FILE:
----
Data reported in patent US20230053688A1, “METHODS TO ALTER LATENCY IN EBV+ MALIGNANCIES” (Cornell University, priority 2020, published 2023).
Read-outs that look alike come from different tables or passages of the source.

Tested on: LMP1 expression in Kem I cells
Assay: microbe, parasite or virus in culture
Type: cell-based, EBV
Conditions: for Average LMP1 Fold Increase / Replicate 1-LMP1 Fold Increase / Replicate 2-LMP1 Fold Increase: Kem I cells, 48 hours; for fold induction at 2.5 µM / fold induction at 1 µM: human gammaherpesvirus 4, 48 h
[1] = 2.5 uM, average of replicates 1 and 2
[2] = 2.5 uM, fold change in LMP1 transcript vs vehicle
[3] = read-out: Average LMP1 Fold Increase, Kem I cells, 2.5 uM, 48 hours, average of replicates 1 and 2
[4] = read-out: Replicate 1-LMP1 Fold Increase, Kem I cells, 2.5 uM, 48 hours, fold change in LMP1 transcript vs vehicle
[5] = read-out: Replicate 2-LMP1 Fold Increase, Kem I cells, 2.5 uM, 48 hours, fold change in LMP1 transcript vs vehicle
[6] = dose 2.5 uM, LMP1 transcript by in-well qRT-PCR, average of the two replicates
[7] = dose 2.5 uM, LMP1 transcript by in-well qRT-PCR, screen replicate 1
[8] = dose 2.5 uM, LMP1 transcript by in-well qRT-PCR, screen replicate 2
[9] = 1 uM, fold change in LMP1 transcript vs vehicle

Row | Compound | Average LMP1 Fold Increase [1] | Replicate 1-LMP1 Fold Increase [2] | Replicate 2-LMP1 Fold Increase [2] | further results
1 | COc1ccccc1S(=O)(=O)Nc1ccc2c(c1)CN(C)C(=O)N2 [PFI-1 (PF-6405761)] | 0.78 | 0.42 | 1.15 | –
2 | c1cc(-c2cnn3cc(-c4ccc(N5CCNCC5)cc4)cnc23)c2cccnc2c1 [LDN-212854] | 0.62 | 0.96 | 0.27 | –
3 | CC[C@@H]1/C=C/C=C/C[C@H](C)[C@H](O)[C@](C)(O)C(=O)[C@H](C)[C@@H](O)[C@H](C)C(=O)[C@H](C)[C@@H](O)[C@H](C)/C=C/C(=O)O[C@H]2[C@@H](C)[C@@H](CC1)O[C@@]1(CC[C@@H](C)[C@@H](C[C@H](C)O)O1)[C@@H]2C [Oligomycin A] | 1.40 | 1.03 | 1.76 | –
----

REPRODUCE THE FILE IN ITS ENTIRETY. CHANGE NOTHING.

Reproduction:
Data reported in patent US20230053688A1, “METHODS TO ALTER LATENCY IN EBV+ MALIGNANCIES” (Cornell University, priority 2020, published 2023).
Read-outs that look alike come from different tables or passages of the source.

Tested on: LMP1 expression in Kem I cells
Assay: microbe, parasite or virus in culture
Type: cell-based, EBV
Conditions: for Average LMP1 Fold Increase / Replicate 1-LMP1 Fold Increase / Replicate 2-LMP1 Fold Increase: Kem I cells, 48 hours; for fold induction at 2.5 µM / fold induction at 1 µM: human gammaherpesvirus 4, 48 h
[1] = 2.5 uM, average of replicates 1 and 2
[2] = 2.5 uM, fold change in LMP1 transcript vs vehicle
[3] = read-out: Average LMP1 Fold Increase, Kem I cells, 2.5 uM, 48 hours, average of replicates 1 and 2
[4] = read-out: Replicate 1-LMP1 Fold Increase, Kem I cells, 2.5 uM, 48 hours, fold change in LMP1 transcript vs vehicle
[5] = read-out: Replicate 2-LMP1 Fold Increase, Kem I cells, 2.5 uM, 48 hours, fold change in LMP1 transcript vs vehicle
[6] = dose 2.5 uM, LMP1 transcript by in-well qRT-PCR, average of the two replicates
[7] = dose 2.5 uM, LMP1 transcript by in-well qRT-PCR, screen replicate 1
[8] = dose 2.5 uM, LMP1 transcript by in-well qRT-PCR, screen replicate 2
[9] = 1 uM, fold change in LMP1 transcript vs vehicle

Row | Compound | Average LMP1 Fold Increase [1] | Replicate 1-LMP1 Fold Increase [2] | Replicate 2-LMP1 Fold Increase [2] | further results
1 | COc1ccccc1S(=O)(=O)Nc1ccc2c(c1)CN(C)C(=O)N2 [PFI-1 (PF-6405761)] | 0.78 | 0.42 | 1.15 | –
2 | c1cc(-c2cnn3cc(-c4ccc(N5CCNCC5)cc4)cnc23)c2cccnc2c1 [LDN-212854] | 0.62 | 0.96 | 0.27 | –
3 | CC[C@@H]1/C=C/C=C/C[C@H](C)[C@H](O)[C@](C)(O)C(=O)[C@H](C)[C@@H](O)[C@H](C)C(=O)[C@H](C)[C@@H](O)[C@H](C)/C=C/C(=O)O[C@H]2[C@@H](C)[C@@H](CC1)O[C@@]1(CC[C@@H](C)[C@@H](C[C@H](C)O)O1)[C@@H]2C [Oligomycin A] | 1.40 | 1.03 | 1.76 | –